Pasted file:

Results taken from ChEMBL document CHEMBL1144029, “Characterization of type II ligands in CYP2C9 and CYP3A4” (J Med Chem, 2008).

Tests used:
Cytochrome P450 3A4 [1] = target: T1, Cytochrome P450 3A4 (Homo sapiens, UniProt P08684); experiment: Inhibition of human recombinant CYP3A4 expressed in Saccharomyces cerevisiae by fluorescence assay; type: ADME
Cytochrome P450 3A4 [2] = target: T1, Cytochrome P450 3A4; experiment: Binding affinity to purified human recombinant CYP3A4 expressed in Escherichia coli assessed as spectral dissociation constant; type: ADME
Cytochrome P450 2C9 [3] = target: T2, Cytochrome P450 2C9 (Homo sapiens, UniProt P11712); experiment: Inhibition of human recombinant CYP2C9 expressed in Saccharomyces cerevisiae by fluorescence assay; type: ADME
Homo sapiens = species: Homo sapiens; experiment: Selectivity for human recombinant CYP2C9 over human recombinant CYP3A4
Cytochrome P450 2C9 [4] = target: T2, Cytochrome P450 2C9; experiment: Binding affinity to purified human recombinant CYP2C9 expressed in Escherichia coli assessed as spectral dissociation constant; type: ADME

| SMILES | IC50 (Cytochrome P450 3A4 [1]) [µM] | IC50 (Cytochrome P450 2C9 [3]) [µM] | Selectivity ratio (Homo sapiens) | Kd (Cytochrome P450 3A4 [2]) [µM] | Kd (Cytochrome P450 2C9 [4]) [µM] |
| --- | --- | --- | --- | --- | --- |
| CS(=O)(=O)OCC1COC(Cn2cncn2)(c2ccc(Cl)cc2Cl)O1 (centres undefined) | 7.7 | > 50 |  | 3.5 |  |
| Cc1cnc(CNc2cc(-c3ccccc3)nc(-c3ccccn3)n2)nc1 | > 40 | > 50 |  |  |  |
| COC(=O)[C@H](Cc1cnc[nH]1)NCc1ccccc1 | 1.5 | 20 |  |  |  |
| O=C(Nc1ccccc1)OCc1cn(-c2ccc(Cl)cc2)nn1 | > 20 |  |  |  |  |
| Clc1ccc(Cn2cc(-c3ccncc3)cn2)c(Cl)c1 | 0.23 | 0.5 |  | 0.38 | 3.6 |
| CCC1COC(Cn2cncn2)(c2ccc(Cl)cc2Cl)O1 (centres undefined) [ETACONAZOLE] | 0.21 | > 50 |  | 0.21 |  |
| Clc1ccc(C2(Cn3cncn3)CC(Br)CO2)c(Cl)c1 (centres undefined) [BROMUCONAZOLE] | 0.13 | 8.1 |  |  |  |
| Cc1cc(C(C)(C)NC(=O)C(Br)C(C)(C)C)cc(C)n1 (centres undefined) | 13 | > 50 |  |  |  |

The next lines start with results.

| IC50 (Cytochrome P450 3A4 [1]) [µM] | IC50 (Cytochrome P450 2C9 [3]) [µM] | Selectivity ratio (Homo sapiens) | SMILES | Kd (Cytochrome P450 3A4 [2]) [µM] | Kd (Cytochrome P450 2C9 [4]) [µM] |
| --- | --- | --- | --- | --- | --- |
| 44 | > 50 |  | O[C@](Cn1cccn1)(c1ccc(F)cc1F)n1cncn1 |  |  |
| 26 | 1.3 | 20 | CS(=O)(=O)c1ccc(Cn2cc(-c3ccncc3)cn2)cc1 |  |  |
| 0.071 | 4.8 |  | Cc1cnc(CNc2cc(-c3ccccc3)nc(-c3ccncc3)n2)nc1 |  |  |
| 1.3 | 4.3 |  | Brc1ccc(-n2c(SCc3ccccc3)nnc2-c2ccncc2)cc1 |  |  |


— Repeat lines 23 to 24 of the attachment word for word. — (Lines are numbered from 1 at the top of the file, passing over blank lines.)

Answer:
| 0.071 | 4.8 |  | Cc1cnc(CNc2cc(-c3ccccc3)nc(-c3ccncc3)n2)nc1 |  |  |
| 1.3 | 4.3 |  | Brc1ccc(-n2c(SCc3ccccc3)nnc2-c2ccncc2)cc1 |  |  |